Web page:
Share Your Story
Listen to THEIR story. Then share YOUR story. Here’s how!
Paul’s Story: “Paul, you are permitted to speak.” Paul has been in prison for two years in Caesarea. He is now defending himself before the Roman court of King Agrippa. In this crucial moment, he chooses to simply tell the story of his life. Paul provides an instructive model for you as you share your story with others who don’t know Christ.
1. Understand how Paul shared his story in Acts 26:1-32.
2. Develop an outline for your story.
3. Write out your story in such a way that you share the gospel of the Kingdom. Then all who hear your story will begin to understand HIS story as well.
4. Be sensitive in the Spirit to your key listener(s). You can often begin by asking about and then listening to them share about their life. Then you progress from THEIR STORY to YOUR STORY to HIS STORY.
5. Set a goal to share your story with others – often, and for the rest of your life!
The Key Verses: Acts 26:1-32 “I said, ‘Who are you, Lord?” (26:15)
The Promise: Like the man who was healed, you can say, “I was blind, but now I can see” (John 9:25). Your story is one you know well. People will not argue with your experience. Remember, once you have come to know the Lord Jesus as your Savior, He wants you to “go home and report to them what great things the Lord has done for you” (Mk 5:19). As you share your story, believe “the Spirit of your Father speaks in you” (Mt 10:20). Jesus is promising you, “For this purpose I appeared to you, to appoint you a servant and a witness.” Take Acts 26:16-18 to heart! Sharing Jesus is your NEW PURPOSE IN LIFE!
The Teaching: Acts 26
1. Introduce Your Story (1-4)
a. Seek an opening to share (1): You want to build a relationship where you share their story, your story and then Jesus’ story.
b. Give them a compliment (2-3): This may be an encouragement or a prophetic word where you perceive their heart’s openness to your message.
c. Introduce your theme (4): You have a unique “manner of life” that forms the theme of your story. It is good to include a passage from Scripture that addresses your life-theme.
d. How will you begin to share your story? ____________________________________
e. What is one thing you appreciate about the person you are talking to?
f. How will you introduce the “theme” (or dream) of your life? (Love, hope, joy, etc.) ___________________________
2. Your Life Before Meeting the Lord (5-8):
Paul was a religious leader with a belief in the resurrection of the dead. His religion failed him. His hope was soon fulfilled in the Lord Jesus. Share honestly about your struggles (but not too much detail about your sin). People will relate.
Describe your life before you met the Lord.
3. Your Need for A Relationship with the Lord (9-11):
Paul was “furiously enraged,” an early terrorist full of hate and anger. Jesus encountered Paul and challenged him, “Saul, why are you persecuting Me?” Paul had to ask, “Who are you, Lord?”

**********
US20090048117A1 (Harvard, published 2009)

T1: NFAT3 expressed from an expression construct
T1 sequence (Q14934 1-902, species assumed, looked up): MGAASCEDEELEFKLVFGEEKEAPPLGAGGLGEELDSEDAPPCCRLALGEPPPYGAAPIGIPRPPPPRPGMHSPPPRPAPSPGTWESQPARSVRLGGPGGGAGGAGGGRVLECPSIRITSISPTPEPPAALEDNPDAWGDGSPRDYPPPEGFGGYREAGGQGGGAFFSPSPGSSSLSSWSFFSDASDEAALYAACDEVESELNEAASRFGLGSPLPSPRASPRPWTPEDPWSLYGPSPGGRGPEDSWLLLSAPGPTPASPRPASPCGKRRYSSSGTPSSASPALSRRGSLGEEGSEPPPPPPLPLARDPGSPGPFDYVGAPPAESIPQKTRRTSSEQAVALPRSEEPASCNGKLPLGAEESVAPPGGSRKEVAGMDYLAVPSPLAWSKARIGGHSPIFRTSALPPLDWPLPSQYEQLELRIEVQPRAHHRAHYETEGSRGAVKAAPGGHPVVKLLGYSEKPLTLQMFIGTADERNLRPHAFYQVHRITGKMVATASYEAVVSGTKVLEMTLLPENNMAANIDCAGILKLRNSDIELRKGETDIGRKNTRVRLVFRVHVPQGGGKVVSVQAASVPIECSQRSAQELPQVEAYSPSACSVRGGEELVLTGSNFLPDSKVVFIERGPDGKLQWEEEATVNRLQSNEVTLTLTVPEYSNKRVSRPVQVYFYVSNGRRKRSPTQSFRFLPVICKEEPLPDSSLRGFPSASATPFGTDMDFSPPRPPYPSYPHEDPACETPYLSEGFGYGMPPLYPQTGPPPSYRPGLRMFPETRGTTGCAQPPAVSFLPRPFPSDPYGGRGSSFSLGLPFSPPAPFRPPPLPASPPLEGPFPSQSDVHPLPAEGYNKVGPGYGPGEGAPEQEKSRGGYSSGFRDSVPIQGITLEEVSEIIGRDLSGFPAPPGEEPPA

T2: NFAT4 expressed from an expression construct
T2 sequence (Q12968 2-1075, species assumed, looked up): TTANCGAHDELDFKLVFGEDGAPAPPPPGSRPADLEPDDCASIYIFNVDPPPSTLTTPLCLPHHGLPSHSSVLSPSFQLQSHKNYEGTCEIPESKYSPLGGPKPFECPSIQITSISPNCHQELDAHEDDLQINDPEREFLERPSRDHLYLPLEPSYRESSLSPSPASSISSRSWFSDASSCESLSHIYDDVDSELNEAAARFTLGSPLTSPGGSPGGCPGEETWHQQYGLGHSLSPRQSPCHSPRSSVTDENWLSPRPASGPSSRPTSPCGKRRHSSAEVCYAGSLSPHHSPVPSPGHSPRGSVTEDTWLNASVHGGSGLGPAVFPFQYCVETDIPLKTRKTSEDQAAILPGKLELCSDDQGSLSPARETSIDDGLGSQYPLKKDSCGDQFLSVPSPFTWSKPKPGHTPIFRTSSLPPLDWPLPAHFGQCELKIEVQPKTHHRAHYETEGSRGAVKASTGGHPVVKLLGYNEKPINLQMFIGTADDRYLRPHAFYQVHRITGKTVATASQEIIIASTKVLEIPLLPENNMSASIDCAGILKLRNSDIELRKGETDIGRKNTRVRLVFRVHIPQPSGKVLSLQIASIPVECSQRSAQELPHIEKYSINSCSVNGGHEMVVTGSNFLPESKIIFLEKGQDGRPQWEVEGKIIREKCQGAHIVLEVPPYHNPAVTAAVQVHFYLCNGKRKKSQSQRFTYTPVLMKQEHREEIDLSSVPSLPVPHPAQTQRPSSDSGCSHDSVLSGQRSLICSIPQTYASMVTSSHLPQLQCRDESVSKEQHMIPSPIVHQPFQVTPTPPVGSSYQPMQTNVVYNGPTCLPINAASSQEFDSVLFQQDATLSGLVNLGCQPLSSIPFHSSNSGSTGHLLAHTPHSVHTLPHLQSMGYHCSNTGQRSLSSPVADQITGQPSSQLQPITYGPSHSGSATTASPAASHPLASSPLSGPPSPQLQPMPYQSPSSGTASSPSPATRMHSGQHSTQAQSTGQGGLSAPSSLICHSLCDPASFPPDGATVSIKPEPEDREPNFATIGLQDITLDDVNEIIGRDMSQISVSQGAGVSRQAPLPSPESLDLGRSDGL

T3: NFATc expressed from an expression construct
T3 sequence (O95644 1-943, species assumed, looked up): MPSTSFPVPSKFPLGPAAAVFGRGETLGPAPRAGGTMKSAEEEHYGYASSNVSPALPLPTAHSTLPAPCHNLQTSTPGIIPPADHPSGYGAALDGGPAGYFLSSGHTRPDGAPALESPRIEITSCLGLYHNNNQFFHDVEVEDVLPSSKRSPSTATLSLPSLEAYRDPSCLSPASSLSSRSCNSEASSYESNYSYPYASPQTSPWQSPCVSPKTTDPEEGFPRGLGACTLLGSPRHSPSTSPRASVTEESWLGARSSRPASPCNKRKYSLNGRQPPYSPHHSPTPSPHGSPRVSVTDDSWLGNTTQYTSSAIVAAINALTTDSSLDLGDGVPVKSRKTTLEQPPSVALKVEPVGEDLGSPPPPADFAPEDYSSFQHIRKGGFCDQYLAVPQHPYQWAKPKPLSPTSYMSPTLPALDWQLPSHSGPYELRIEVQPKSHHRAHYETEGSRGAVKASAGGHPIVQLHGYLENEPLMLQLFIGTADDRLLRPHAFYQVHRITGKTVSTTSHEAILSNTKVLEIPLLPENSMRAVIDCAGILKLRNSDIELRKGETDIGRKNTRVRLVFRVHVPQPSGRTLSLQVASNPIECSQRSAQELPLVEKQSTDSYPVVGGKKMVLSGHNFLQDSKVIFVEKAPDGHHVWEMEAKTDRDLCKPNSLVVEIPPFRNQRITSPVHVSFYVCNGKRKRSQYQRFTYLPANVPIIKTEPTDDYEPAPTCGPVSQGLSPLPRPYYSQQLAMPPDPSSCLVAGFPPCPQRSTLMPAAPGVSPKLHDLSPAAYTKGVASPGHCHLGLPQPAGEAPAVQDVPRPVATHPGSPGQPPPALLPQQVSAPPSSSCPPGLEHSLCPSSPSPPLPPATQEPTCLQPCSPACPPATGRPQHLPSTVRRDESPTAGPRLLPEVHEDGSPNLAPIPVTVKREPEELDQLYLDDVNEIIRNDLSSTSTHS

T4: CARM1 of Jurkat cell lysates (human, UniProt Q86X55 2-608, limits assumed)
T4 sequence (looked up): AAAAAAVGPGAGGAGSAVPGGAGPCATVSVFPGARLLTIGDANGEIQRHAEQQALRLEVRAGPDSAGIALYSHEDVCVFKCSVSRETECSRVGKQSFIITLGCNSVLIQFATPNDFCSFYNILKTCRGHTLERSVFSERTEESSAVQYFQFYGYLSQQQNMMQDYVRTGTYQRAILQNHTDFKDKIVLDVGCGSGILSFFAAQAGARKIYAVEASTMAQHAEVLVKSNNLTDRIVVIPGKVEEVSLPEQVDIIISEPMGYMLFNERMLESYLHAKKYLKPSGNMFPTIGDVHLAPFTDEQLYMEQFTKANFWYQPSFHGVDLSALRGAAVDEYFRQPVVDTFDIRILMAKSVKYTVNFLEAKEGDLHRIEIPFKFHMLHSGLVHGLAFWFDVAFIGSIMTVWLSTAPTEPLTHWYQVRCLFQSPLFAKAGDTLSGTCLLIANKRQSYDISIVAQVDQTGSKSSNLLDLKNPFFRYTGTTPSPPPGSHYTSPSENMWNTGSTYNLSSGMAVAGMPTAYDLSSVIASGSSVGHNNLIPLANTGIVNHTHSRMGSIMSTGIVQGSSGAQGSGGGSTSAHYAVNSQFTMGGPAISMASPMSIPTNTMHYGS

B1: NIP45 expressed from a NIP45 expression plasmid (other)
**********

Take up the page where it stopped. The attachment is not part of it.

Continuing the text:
What was it in your life that made you realize that you needed the Lord?
4. How You Met the Lord (12-15):
The Lord Jesus personally introduced Himself to Paul. Paul shared the exact details of how he met the Lord, down to the very moment he heard the words, “I am Jesus.”
Describe exactly how you met the Lord. Include a discussion of the cross. What was your exact decision that brought you into a relationship with Christ?
5. Your New Purpose in Life (16-18):
Paul shares how the Lord sends him out with a new vision and purpose to lead people “from darkness to light.” Paul remembers Jesus’ promise that He will continue to “appear to you.”
After meeting Christ, how has the purpose of your life changed? Be specific.
6. Your Life After Meeting the Lord (19-23):
Paul obeyed the vision and found his fulfillment in proclaiming the resurrection of Christ. (These are some of the most powerful verses in the NT.)
Now return to the theme of your life. As you have walked with the Lord Jesus, how has the theme (or dream) of your life been fulfilled?
7. Discuss Your Story (24-29):
One of Paul’s listeners shared his disbelief, accusing him of being “out of his mind.” Paul briefly refuted that. He then confidently asked King Agrippa about his belief in the prophetic word. He discussed with King Agrippa his openness to the gospel. Finally, he reached out to Agrippa’s friends.
When you have finished your story, what is one question that you will ask to find out what your friend is thinking? _______________________________
8. Follow Up the Receptive (30-32):
Paul made Agrippa think! Start by asking for their phone number. Follow up receptive people in 24 hours. Send them YouTube clips like “The Gospel of the Kingdom” by the Bible Project. Then, arrange to meet them again!
Your Next Steps:
Fill out the “Your Story” worksheet. As you answer the questions think carefully about Paul’s model and then about your own life. When you are done, practice it, memorize it and then go out and share it with 10 people (who do not know Christ) in the two weeks. Pray and expect the Father to give you words to speak that will open hearts to hear the gospel. Then, seek to share the gospel further, by giving them a booklet, sending a clip or by arranging to talk with them again.